Expungement is a legal process in which criminal convictions are erased in the eyes of the law. To expunge a charge means to remove it from your criminal record. Expungement is important to individuals, because prior convictions will follow you around like a sore thumb. For example, many employers often ask applicants to disclose their criminal record and explain prior criminal convictions in employment interviews.
The Tennessee Administrative Office of the Courts has a Guide to Expungements in Tennessee. It explains that you may be entitled to an expungement in the following circumstances:
- dismissed charges;
- a case where a person was arrested but not charged;
- a “no true bill” was returned by a grand jury, which means the grand jury voted against indictment of the accused;
- a case goes to trial and resulted in a ‘not guilty’ verdict;
- a case resulted in a “nolle prosequi” (prosecution will not be pursued);
- an order of protection was successfully defended and denied by a court following a hearing;
- a “retired” case— depending on the jurisdiction, this means that after a certain period of time with the individual exhibiting good behavior and not incurring new charges, the “retired” charge can become a “dismissed” charge and thus eligible for expungement;
The general process for expungement is that you must file a petition for expungement in the same court in which you were charged. This could be in general sessions court or circuit court. The District Attorney’s Office will then provide you with a copy of a petition with a checklist that you must follow. You will be required to have all information (docket #, etc.) regarding your case as well as a copy of your record from the court clerk.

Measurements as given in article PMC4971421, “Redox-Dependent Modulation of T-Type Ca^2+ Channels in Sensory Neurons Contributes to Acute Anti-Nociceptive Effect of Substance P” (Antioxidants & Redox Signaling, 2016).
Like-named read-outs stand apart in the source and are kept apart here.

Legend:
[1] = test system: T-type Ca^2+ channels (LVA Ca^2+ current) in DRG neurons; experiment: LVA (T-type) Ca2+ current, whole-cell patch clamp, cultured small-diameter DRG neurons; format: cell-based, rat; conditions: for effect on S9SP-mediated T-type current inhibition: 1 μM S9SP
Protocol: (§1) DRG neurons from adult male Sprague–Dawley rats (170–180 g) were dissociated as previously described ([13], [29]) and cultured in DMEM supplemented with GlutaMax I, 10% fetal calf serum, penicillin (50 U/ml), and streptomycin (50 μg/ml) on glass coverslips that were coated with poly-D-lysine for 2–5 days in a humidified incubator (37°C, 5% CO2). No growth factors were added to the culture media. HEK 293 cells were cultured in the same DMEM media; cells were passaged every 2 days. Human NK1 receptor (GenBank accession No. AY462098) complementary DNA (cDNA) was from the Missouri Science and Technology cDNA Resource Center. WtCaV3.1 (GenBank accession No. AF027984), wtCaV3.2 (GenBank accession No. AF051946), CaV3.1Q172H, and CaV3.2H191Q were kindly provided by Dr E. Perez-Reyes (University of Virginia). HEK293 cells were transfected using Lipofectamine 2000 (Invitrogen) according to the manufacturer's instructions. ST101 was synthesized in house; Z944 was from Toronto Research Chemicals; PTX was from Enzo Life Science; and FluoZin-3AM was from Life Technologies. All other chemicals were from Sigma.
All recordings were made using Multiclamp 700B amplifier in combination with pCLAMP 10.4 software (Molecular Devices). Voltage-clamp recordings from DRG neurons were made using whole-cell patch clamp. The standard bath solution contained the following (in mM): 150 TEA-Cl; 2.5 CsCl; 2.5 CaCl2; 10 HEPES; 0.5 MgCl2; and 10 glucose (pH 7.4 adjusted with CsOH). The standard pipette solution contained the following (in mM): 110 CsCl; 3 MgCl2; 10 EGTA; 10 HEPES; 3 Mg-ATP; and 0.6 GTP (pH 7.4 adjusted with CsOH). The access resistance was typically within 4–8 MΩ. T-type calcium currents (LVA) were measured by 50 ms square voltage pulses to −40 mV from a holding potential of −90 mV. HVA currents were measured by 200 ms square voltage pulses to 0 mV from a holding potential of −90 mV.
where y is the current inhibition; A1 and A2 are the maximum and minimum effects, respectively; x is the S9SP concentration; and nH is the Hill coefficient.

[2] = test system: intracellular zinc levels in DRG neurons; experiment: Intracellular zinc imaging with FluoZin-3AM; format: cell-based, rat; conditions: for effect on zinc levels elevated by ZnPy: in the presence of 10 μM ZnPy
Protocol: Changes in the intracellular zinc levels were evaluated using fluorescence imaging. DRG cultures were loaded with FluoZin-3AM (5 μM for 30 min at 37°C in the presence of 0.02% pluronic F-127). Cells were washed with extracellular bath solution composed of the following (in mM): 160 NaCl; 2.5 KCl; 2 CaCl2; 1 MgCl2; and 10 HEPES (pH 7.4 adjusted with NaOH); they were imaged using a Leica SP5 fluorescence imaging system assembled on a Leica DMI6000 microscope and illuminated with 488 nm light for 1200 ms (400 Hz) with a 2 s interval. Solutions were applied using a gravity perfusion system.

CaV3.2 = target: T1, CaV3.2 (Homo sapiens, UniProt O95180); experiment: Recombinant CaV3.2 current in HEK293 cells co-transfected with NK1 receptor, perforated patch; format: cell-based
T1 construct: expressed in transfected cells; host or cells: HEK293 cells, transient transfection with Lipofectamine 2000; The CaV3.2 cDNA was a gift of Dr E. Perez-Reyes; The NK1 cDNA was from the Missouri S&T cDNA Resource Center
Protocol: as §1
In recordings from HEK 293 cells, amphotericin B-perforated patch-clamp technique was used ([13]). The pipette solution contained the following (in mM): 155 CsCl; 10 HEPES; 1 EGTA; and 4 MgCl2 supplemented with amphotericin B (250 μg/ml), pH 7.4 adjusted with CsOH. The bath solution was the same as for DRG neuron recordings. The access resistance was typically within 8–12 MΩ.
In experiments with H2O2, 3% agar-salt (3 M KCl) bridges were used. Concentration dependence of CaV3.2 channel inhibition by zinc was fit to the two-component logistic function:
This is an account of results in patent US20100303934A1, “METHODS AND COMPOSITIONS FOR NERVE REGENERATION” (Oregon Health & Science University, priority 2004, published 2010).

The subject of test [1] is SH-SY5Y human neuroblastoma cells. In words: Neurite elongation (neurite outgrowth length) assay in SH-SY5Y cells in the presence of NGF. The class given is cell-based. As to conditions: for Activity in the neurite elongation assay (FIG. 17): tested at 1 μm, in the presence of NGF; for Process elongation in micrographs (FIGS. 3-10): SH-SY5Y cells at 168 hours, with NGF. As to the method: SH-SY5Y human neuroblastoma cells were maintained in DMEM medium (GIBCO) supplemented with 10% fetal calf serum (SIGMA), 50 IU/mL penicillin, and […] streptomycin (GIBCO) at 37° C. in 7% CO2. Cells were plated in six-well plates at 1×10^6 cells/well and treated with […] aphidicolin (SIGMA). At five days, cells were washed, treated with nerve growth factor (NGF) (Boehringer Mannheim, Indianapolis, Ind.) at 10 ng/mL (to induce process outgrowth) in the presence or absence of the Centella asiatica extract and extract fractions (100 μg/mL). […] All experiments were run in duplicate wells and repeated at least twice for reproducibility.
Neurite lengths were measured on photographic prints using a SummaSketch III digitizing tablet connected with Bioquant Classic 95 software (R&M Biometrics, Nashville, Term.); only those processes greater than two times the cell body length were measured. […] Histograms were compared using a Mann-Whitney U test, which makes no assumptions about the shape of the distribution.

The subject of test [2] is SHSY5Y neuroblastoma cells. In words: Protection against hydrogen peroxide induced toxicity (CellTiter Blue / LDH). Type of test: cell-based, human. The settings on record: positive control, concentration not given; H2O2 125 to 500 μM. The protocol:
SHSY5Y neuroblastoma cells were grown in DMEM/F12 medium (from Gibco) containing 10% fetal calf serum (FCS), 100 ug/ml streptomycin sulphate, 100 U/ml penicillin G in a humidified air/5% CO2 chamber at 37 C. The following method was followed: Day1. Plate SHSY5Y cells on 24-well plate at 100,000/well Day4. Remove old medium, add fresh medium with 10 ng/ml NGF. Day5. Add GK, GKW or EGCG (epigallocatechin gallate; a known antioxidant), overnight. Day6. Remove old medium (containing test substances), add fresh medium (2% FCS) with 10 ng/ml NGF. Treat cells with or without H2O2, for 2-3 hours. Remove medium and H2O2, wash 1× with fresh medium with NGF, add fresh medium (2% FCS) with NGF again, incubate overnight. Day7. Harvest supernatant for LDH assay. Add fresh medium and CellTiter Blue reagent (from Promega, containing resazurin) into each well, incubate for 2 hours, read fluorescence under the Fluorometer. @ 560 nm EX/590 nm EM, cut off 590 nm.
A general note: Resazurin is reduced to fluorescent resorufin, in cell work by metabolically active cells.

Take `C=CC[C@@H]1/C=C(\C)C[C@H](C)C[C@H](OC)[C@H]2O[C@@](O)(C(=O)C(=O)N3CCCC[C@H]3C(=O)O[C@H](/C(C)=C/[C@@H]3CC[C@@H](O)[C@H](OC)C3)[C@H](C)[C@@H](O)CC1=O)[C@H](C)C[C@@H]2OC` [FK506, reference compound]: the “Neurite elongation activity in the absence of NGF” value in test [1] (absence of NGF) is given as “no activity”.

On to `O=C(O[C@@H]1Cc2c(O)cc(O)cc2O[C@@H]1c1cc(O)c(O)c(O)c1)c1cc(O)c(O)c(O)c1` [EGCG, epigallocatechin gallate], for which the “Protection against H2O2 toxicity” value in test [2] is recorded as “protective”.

While reviewing your charges, it is important to understand that even some felony criminal convictions are also eligible for expungement. In 2012, the Tennessee General Assembly amended the expungement law to list a series of criminal offenses that can be expunged. This Tennessee law extends and explains who is an “eligible petitioner” and lists all “excluded” misdemeanors and “included” felony convictions eligible for expungement.
To learn more about the expungement process and search eligible charges visit https://www.tndagc.org/media/expungement/Expungement%20Checklist.pdf.
The expungement statute is very long and lists a number of expungable offenses. Some of these offenses include accessory after the fact, theft, forgery, failure to appear, evading risk where there is no risk to bystanders, and several drug offenses— all of which were added when the expungement law was amended. However, you must also be aware that there are convicted offenses that are not expungable. For example, domestic assault and stalking offenses. Additionally, several conditions must be met in order to expunge a prior offense, such as:
- Five years must have passed since the case was completed (as in five years from the point the sentence of confinement or probation ended);
- The actual offense must qualify under the expungement law (it must be a non-violent misdemeanor or class-E felony, and some offenses such as DUI and domestic assault are automatically ineligible; additionally, convictions occurring prior to November 1, 1989 are subject to different definitions of eligible offenses);
- The person must have paid all applicable court costs, fines, probation fees and restitution;
- The person must have completely satisfied all requirements of the sentence (such as probation requirements);
- The person must file a petition in the court where the conviction occurred, and pay an application fee, and
- At the time of filing, the person must have never been convicted of any criminal offense, including federal offenses and offenses in other states, other than the offense committed for which the petition for expungement is filed.
- The District Attorney has a right to challenge the petition, and the judge may decide to conduct a hearing on the matter
- If the judge denies the petition, then the person may re-apply two years later.
Lastly, The Tennessee Administrative Office for the Courts in their Guide to Expungements states: “If you are unsure about your situation, it’s best to talk to a lawyer for help.” PNC Law is available to consult with you to determine whether you can have your criminal conviction expunged. PNC Law has two committed criminal defense attorneys, Philip N. Clark and Alysse N. Gregory, who will evaluate your situation and determine if you are eligible for expungement.
While the service is not free, the process for expungement is well worth your time. Removing a criminal offense from your record could give you a new lease on life and open up greater employment opportunities for your future. Do not hesitate to call PNC Law today and schedule a consultation. An expungement could change your life.